Tag Archives: University of the Philippines-Los Baños

On the bouts of depression

At certain points in his life, Miggy Bautista has battled with depression. He has envied his classmates “who enjoy certain activities such as tambay in organizations, bondings, competitions, as well as facilities for value adding talks and seminars.” He would eventually find himself “alone” most of the time, “wishing I can do what they do.”

“Amidst the positive achievements and personal experiences, I still feel unhappy from time to time. I know that we can all feel this but recognizing its life-threatening implications for prolonged period of times is something we should all be aware significant,” he has written in his own blog.

He has then thought “to examine ourselves today and recognize how dangerous we can become.” He has also called for civil and advocacy groups “to strengthen calls for proper implementation of laws as well as its compliance,” believing that each and every one must “uphold the rule of law.”

“Since we cannot do anything about the genetic makeup composing our body, we can only do something in controlling stress and associated factors leading it. It may be cliché to say but since ‘no man is an island’, being alone is, I believe, one of the major contributors of [depression] bringing loneliness or unhappiness. Being different or unique can be a source of aloneness or maybe isolation.”

Miggy has also proposed to “remember the people who are always there for us.” “Personally, my parents and siblings are my primary source of strength. I would be honest that I previously take for granted their efforts to help me pursue my goals because I am definitely a responsibility.”

“However, I was able to recognize moving forward that life is more than just a responsibility. It is sacrifice and love amidst all the trials, misunderstandings and challenges. Moreover, we can extend this perspective to the people who continuously come to assist us in this world. For my case, I like to include in it professors, security guards, utilities, fellow students and others who continue to become part of my journey and share in my aspirations.”

To date, the cum laude graduate of business administration from the University of the Philippines (UP) Diliman has conceptualized a ride sharing app that could cater to PWDs and non-PWDs alike with Ady Castueras, also a PWD who graduated from the University of the Philippines-Los Banos.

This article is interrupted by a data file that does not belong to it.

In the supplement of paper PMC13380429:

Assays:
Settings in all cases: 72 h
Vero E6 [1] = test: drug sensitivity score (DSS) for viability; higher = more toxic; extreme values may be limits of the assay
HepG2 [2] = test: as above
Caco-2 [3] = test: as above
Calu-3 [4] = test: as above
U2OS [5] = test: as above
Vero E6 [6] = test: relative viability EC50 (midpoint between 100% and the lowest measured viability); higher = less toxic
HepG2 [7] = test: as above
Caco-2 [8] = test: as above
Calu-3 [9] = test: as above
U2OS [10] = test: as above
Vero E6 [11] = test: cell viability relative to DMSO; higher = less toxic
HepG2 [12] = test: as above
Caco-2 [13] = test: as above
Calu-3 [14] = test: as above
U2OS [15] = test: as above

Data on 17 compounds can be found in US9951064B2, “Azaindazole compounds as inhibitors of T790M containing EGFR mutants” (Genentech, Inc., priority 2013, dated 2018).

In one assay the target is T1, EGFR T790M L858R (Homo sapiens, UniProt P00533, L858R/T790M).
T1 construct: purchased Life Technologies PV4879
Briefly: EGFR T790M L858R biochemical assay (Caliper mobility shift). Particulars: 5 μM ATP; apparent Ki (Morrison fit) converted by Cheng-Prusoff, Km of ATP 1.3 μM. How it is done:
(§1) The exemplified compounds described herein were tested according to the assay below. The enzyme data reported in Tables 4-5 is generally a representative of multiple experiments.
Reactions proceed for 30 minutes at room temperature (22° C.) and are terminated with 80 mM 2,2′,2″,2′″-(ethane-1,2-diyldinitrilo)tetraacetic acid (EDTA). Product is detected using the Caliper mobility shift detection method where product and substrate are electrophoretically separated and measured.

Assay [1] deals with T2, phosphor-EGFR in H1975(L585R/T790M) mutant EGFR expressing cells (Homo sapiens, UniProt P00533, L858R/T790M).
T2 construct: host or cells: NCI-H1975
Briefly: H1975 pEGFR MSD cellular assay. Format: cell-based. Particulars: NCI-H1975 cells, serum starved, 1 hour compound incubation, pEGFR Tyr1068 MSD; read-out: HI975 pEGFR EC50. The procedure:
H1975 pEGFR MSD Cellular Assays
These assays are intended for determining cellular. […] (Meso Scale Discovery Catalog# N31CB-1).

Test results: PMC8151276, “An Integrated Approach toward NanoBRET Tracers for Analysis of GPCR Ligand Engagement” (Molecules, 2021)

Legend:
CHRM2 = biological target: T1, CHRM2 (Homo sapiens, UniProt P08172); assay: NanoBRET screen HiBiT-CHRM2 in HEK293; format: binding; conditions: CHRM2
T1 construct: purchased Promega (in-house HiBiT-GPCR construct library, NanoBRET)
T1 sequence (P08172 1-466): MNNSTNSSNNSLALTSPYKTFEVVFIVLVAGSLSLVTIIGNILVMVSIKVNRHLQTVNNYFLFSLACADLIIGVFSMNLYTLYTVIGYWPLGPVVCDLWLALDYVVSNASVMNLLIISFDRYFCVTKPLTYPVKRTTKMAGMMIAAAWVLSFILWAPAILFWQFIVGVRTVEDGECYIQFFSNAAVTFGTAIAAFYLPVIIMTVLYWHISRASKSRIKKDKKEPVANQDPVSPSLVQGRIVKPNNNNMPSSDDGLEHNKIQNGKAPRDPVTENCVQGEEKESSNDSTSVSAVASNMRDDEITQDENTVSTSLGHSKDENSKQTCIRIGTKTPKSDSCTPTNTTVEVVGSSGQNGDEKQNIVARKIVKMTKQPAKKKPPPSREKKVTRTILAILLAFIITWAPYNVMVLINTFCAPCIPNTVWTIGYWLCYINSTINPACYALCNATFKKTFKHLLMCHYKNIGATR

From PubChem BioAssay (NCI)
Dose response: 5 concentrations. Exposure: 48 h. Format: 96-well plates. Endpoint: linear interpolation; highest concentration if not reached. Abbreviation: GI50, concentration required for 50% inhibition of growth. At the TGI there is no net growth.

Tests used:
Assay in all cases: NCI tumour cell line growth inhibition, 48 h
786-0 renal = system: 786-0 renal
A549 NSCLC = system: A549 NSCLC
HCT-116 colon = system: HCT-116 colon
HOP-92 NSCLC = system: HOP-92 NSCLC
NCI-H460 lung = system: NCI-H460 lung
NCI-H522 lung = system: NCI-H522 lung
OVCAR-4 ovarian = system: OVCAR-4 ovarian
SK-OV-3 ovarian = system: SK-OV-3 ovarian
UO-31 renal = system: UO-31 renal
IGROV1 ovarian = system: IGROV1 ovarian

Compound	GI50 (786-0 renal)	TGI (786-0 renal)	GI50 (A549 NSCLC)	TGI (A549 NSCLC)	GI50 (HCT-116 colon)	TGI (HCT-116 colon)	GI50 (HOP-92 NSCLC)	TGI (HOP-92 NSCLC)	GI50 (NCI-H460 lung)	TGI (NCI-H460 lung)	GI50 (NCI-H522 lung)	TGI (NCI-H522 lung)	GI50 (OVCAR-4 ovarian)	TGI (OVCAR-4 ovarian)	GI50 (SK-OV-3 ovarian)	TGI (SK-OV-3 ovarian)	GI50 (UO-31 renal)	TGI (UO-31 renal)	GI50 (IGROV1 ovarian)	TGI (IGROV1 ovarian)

“Yung life natin ay hindi lang simpleng pananagutan sa kapwa. Ang pananagutang ito ay pagmamahal at sakripisyo sa kabila ng di pagkakaintindihan, pagsubok at hirap.” ~ Alexander Nicolabo Bautista

Video taken from the YouTube Channel of TED-Ed

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Jesse Robredo: the man

Jesse “Pogi” Manalastas Robredo was the man for me.

He neither drank nor smoked. He cared for persons with disabilities (PWDs). He led and act. He respected his daughters and wife. He laughed and showed the world how to smile.

He mandated governors and municipal mayors in the Philippines to create a person with disability affairs office (PDAO). The office would update the national and local government agencies on what the PWDs in the country really need, as well as engage non-government organizations (NGOs) and people’s organizations (POs) in implementing related laws and policies on disability.

He was also the one who encouraged PWDs to register in the coming midterm elections. Only about 742,000 PWDs had done so (Comelec 2012 data) even though Article V, Section 2 of the 1987 Constitution already guarantees a “procedure for the disabled and the illiterates to vote without the assistance of other persons.” There are nearly 9 million PWDs in the Philippines to date, 3.6 million of which are qualified to vote (Parish Pastoral Council for Responsible Voting).

Jesse’s father became blind when he had turned 39 because of retinitis. Jesse’s three siblings were also visually impaired. Still, Jesse grew up disciplined. He was accepted at the University of the Philippines in Los Baños but chose to pursue mechanical engineering and industrial management engineering instead at the De La Salle University. He had addressed the launching of the “Fully Abled Nation,” a program seeking to increase the participation of PWDs in the coming 2013 Philippine midterm elections, roughly three months before he died in a plane crash.

“From both his parents, Robredo learned the virtues of caring for others and frugality and the value of a modest lifestyle. From his father in particular he learned that protecting the integrity and honor of one’s family is of highest importance, and the children were expected to contribute their share in doing that.”  ~ Ramon Magsaysay Awards Foundation

Video taken from the YouTube Channel of the NagaCityBicol

Photo posted with permission from the Ramon Magsaysay Awards Foundation